Nephi, the brother of Jared, and even Moses all had a large body of water to cross—and each did it differently. Nephi worked “timbers of curious workmanship.”8 The brother of Jared built barges that were “tight like unto a dish.”9 And Moses “walked upon dry land in the midst of the sea.”10
They each received personalized direction, tailored to them, and each trusted and acted. The Lord is mindful of those who obey and, in the words of Nephi, will “prepare a way for [us to] accomplish the thing which he commandeth.”11 Note that Nephi says, “a way”—not “the way.”
Do we miss or dismiss personal errands from the Lord because He has prepared “a way” different from the one we expect?
My grandpa was led to an unusual place—in a suit, on a rooftop, on a Sunday. Trust God to lead you, even if that way looks different than you expected or is different from others.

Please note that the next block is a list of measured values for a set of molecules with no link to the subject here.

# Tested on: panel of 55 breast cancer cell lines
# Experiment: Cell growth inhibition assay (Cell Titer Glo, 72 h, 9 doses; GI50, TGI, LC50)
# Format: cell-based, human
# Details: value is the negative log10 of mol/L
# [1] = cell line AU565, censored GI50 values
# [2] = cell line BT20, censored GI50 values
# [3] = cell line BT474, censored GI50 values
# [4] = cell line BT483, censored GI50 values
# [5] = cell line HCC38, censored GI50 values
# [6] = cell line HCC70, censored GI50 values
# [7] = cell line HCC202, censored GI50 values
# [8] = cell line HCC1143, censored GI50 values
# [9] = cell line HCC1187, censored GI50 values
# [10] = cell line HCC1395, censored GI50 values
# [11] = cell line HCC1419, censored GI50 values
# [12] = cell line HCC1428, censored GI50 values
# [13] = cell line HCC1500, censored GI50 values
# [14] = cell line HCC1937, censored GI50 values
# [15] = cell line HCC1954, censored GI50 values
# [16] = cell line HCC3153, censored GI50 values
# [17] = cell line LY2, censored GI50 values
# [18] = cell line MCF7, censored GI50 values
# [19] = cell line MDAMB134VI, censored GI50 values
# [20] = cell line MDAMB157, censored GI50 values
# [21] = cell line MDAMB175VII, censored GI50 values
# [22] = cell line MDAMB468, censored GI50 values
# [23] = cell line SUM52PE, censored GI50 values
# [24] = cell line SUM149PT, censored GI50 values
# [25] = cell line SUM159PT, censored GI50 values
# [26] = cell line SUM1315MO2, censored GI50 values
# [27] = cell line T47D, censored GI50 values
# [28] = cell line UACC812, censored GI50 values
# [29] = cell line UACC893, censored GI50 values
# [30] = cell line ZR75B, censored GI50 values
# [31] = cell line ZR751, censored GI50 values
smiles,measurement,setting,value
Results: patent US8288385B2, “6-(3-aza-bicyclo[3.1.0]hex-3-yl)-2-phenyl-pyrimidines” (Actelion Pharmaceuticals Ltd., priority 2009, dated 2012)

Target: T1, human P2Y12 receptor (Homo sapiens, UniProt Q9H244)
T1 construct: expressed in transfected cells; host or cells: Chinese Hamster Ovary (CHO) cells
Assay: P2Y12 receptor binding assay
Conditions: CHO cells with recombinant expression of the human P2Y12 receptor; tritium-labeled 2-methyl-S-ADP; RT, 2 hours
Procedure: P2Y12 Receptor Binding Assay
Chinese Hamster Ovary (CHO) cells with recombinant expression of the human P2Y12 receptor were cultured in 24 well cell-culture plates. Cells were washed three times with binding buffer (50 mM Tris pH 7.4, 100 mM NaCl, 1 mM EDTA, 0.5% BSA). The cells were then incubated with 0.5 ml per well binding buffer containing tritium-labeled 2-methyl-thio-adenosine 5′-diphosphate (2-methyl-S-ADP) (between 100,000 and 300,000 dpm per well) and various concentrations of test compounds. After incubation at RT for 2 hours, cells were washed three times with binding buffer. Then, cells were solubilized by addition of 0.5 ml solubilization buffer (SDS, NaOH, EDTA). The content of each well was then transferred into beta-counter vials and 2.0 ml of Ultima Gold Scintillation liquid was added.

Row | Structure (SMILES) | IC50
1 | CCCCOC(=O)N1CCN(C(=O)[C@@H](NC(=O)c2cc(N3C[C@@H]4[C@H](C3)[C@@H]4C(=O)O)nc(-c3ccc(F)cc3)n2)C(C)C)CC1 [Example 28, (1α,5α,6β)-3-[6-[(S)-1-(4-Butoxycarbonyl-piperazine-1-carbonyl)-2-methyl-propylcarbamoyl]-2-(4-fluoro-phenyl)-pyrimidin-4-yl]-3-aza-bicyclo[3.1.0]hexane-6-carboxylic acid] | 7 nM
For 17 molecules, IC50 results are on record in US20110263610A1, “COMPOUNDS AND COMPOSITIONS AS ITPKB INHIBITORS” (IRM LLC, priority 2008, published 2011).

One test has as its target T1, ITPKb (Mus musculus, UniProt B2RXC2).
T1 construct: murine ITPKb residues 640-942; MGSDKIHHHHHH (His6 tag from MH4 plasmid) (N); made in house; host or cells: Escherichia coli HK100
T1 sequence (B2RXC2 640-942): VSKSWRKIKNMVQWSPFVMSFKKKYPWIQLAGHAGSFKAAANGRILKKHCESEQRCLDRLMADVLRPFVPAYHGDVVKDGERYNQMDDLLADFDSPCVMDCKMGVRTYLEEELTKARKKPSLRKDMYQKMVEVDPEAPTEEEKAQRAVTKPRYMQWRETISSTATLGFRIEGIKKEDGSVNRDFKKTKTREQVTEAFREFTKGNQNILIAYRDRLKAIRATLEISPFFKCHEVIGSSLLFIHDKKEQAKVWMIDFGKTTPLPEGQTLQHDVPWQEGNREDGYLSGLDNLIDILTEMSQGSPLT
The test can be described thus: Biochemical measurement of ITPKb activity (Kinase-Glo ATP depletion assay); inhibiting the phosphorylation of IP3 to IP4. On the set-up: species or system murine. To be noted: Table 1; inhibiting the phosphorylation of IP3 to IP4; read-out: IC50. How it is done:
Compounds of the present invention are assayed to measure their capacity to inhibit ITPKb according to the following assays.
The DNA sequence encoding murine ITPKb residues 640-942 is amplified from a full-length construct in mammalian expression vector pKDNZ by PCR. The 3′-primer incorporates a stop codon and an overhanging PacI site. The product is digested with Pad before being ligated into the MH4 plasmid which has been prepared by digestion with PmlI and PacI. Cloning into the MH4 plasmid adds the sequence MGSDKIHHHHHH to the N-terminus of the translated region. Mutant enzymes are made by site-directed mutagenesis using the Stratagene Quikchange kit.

Latter-day Saints come in many shapes and sizes, but “all are alike unto God”—“black and white, bond and free, male and female,” single and married, rich and poor, young and old, lifelong member and recent convert.12 No matter who you are or what you’re dealing with, you are invited to the Lord’s table.13
As seeking and doing the will of the Father becomes the cadence of your daily life, you will, of course, be led to change and repent.
The Church’s new program for children and youth is built on the foundation of learning to seek revelation, discovering what the Lord would have us do, and then acting on that direction. Each one of us, regardless of age or circumstance, can strive to seek, receive, and act. As you follow this eternal pattern ordained for our day, you will draw nearer to Jesus Christ—His love, His light, His direction, His peace, and His healing and enabling power. And you will increase your spiritual capacity to become an everyday instrument of His hands in accomplishing His great work. In the name of Jesus Christ, amen.